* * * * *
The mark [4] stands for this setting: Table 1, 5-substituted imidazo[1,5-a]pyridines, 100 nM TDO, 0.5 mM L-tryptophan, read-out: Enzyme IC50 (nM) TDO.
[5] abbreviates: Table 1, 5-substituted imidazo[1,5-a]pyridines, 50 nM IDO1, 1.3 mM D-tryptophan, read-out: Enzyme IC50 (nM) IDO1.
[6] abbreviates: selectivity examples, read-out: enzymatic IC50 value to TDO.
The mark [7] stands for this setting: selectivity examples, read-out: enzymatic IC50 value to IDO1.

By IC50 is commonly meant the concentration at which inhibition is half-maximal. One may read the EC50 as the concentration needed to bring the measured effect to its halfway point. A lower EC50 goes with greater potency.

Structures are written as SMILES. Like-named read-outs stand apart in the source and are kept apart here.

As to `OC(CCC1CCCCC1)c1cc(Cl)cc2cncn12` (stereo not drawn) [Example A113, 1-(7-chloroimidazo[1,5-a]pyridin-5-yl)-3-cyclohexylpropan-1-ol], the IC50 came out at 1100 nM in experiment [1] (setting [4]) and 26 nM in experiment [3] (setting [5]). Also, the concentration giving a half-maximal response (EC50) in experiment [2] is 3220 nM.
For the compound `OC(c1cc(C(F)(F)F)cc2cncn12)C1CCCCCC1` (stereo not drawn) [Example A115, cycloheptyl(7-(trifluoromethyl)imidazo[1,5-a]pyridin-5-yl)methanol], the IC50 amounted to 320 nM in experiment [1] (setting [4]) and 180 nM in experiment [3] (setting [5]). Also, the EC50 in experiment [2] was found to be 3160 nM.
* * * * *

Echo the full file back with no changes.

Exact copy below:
The mark [4] stands for this setting: Table 1, 5-substituted imidazo[1,5-a]pyridines, 100 nM TDO, 0.5 mM L-tryptophan, read-out: Enzyme IC50 (nM) TDO.
[5] abbreviates: Table 1, 5-substituted imidazo[1,5-a]pyridines, 50 nM IDO1, 1.3 mM D-tryptophan, read-out: Enzyme IC50 (nM) IDO1.
[6] abbreviates: selectivity examples, read-out: enzymatic IC50 value to TDO.
The mark [7] stands for this setting: selectivity examples, read-out: enzymatic IC50 value to IDO1.

By IC50 is commonly meant the concentration at which inhibition is half-maximal. One may read the EC50 as the concentration needed to bring the measured effect to its halfway point. A lower EC50 goes with greater potency.

Structures are written as SMILES. Like-named read-outs stand apart in the source and are kept apart here.

As to `OC(CCC1CCCCC1)c1cc(Cl)cc2cncn12` (stereo not drawn) [Example A113, 1-(7-chloroimidazo[1,5-a]pyridin-5-yl)-3-cyclohexylpropan-1-ol], the IC50 came out at 1100 nM in experiment [1] (setting [4]) and 26 nM in experiment [3] (setting [5]). Also, the concentration giving a half-maximal response (EC50) in experiment [2] is 3220 nM.
For the compound `OC(c1cc(C(F)(F)F)cc2cncn12)C1CCCCCC1` (stereo not drawn) [Example A115, cycloheptyl(7-(trifluoromethyl)imidazo[1,5-a]pyridin-5-yl)methanol], the IC50 amounted to 320 nM in experiment [1] (setting [4]) and 180 nM in experiment [3] (setting [5]). Also, the EC50 in experiment [2] was found to be 3160 nM.